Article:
Scholarships Named for Jesuits with Mass. Ties Discontinued after Order Identifies Clergy Credibly Accused of Child Molestation

By Laura Crimaldi
Boston Globe
January 16, 2019

Scholarships were given in their names, and Catholic institutions in Massachusetts tapped them as leaders.

But after the publication this week of the names of 50 Jesuit priests who were credibly accused of molesting children since 1950, organizations statewide have stripped the men of honors bestowed upon them years earlier. Twenty-two of the Jesuits had local ties, including five who are living.

On Wednesday, Boston College High School in Dorchester said it had discontinued a scholarship named for the late Rev. Leo Pollard, a German teacher and longtime hockey coach who molested children, according to the USA Northeast Province of the Society of Jesus.

The scholarship was established in 1997, the 50th anniversary of Pollard’s ordination, she said.

He is among 16 Jesuits who worked at BC High who were identified by the order as having sexually abused children. Pollard died in 1999 at age 81.

The school on Tuesday said James Talbot, a defrocked priest jailed in Maine for sexually abusing a boy there during the 1990s, was the only living Jesuit on the list with ties to BC High.

Talbot pleaded guilty in 2005 to raping and sexually assaulting two students at BC High during the 1970s and was sentenced to five to seven years in prison.

On Wednesday, the school corrected its statement to include two more men identified by the Jesuits as abusers: John H. Acres and Robert Cornigans.

Both men are alive but are no longer Jesuits, the order said.

One man who said Pollard molested him at a camp in Lakeville said he was sickened to learn that a scholarship was named for Pollard.

Ron Casey, 74, a retired deputy labor commissioner in California, said Pollard sexually abused him from the time he was 11 years old until age 13.

As a result of the abuse, Casey said he struggled with alcohol, drugs, and intimacy.

“It really took a toll in my earlier life. I couldn’t connect deeply with other people,” said Casey, who grew up in South Boston and briefly attended BC High.

His lawyer, Mitchell Garabedian, said his efforts to negotiate a settlement with the Jesuits for Casey have stalled.

Garabedian said he has reached agreements in two cases involving Pollard.

One client said Pollard molested him between 1957 and 1959. At the time, Pollard was coaching youth hockey in Quincy.

The other case, settled in 2008, dealt with allegations that Pollard sexually abused a student at BC High between 1966 and 1967, Garabedian said.

Carter, the BC High spokeswoman, didn’t respond Wednesday to a question about why the scholarship remained in place after Garabedian accused Pollard of abuse.

In Fall River, a group said Wednesday it would no longer award a scholarship honoring the Rev. Richard Wolf, a deceased Jesuit who worked at Bishop Connolly High School from 1969 to 1986.

Jim Rogers, president of the Fall River Scholarship Foundation, said he wasn’t aware of abuse allegations against Wolf, who died in 1986.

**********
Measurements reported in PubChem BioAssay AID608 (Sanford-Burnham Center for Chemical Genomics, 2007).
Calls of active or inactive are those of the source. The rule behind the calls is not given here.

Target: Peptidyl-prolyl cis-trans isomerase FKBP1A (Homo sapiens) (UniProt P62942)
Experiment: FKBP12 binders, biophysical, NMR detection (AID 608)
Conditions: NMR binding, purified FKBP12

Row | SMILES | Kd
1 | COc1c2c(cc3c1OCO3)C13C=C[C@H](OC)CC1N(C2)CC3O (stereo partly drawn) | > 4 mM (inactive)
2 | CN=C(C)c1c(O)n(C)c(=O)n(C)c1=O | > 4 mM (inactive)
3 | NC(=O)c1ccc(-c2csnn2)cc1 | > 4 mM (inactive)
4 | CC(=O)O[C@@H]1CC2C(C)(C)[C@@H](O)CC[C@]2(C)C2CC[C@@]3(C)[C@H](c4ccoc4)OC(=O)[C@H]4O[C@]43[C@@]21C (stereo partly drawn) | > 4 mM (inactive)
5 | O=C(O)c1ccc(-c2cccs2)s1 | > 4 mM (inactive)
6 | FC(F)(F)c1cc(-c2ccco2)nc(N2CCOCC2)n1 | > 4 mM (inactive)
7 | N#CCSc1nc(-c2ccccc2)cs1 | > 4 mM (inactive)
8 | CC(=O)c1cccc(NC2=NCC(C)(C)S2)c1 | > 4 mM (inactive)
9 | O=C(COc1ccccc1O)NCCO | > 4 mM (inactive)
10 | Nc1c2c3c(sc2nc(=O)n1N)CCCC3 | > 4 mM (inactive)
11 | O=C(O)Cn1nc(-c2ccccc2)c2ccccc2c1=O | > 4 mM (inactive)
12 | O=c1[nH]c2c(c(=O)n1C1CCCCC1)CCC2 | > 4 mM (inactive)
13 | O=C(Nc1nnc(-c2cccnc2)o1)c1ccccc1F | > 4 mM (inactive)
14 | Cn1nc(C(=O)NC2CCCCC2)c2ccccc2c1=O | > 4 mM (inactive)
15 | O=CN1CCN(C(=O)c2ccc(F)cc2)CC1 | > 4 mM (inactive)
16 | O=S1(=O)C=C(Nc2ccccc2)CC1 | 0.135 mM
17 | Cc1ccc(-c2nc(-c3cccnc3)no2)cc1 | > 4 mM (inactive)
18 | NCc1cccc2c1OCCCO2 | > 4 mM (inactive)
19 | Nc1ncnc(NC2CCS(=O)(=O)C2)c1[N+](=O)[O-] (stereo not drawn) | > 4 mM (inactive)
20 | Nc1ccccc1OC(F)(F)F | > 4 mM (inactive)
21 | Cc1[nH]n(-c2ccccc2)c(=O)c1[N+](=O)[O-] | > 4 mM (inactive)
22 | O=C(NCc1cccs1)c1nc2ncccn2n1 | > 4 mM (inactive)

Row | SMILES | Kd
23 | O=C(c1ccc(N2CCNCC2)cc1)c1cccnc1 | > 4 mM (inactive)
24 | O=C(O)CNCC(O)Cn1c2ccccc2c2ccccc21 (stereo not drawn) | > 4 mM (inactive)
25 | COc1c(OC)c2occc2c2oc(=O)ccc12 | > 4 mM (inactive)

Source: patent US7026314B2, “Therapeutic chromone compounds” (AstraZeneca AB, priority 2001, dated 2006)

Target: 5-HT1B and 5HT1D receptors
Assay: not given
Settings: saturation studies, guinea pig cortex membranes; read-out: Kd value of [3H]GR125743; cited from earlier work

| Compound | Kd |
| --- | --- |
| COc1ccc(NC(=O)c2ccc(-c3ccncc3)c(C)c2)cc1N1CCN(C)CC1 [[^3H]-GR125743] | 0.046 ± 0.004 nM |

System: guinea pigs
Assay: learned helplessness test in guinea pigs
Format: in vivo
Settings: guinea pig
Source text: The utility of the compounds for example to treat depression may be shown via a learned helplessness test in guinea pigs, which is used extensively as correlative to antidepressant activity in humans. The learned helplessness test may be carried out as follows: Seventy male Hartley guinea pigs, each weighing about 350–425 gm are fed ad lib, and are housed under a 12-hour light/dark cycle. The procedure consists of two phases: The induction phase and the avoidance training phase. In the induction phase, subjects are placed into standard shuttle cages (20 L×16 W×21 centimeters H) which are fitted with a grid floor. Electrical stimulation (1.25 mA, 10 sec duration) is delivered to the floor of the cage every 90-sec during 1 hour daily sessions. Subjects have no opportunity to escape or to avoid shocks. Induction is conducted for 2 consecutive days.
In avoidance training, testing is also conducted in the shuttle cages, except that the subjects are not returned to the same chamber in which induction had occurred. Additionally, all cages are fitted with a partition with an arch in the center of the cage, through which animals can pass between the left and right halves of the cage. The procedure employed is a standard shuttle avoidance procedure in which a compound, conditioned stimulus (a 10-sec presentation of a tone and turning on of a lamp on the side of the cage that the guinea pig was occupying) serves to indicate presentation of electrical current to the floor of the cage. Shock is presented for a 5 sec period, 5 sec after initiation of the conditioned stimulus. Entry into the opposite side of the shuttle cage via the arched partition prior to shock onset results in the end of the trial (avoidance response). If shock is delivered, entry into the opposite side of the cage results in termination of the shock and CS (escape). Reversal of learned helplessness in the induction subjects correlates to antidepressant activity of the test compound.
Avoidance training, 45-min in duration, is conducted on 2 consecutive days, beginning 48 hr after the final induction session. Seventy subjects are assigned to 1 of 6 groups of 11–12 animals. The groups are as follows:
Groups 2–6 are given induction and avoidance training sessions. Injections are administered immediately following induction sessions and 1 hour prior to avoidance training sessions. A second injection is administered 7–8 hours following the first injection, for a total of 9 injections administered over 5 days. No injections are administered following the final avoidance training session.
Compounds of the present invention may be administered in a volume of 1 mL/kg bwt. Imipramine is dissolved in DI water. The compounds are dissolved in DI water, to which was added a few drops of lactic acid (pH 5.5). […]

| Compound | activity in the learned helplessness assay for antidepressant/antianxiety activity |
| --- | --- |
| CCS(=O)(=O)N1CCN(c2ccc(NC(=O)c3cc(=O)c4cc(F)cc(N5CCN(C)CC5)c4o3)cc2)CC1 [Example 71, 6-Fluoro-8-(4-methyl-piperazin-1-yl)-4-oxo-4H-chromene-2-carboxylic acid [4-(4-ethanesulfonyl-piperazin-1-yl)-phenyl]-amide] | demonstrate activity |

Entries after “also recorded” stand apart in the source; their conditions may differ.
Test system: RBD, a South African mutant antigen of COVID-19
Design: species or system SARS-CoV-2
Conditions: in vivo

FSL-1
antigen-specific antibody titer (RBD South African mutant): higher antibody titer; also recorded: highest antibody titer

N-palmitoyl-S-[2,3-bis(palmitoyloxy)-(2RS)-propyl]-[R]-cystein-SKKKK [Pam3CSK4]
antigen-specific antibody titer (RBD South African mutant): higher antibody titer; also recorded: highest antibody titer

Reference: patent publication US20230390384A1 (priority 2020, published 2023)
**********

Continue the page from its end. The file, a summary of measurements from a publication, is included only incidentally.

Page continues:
“The Foundation members had no knowledge of Father Wolf’s personal conduct but only dealt with him in the capacity of fund-raising projects,” he said in an e-mail.

Wolf was accused in 2005 of sexually abusing a minor, according to the Jesuits, who found the allegation credible following an investigation. He is among six Jesuits who worked at the Fall River school who were included on the list.

All are dead except the Rev. Richard Roos, who was stripped of his ministerial duties this month after the province determined that he had admitted to abusing a minor.

He is listed as a member of the board of directors for the Campion Center, a Jesuit retreat in Weston, according to its website. A phone call and e-mails sent to employees there went unanswered Wednesday.

In 2001, the Jesuits restricted Roos’s ministerial duties after finding he crossed a boundary with an adult, said Mike Gabriele, a spokesman for the order.

While being treated for that misconduct, Roos admitted to sexually abusing a minor during the 1980s, Gabriele said. But the Jesuits didn’t take action against him for attacking the child until recently, when officials discovered a record of his admission, he said.

One Jesuit who has been accused of molesting a child in a federal civil lawsuit, but was not included on the list, is the Rev. Paul Carrier.

In 2014, a Haitian man sued Carrier and others in federal court in Connecticut over allegations that the priest molested him between 1999 and 2005 in Haiti. The alleged abuse began when the man was 11 years old and continued for about five years, the lawsuit said.

The case is pending. The Globe doesn’t publish the names of alleged sexual abuse victims without their consent.

Garabadien, who represents Carrier’s accuser, said he settled a separate case for $12 million in which Carrier, a former chaplain at Fairfield University in Connecticut, was accused of failing to supervise the founder of a residential school in Haiti.

The founder, Douglas Perlitz, was sentenced to nearly 20 years in prison in 2011 after acknowledging that he engaged in illicit sexual conduct with boys at the school.

Gabriele, the Jesuit spokesman, said Carrier is not in active ministry. The order plans to investigate the child molestation accusation once the civil litigation ends, he said.

Carrier’s lawyers didn’t respond Wednesday to an e-mail.

Laura Crimaldi can be reached at . Follow her on Twitter @lauracrimaldi.








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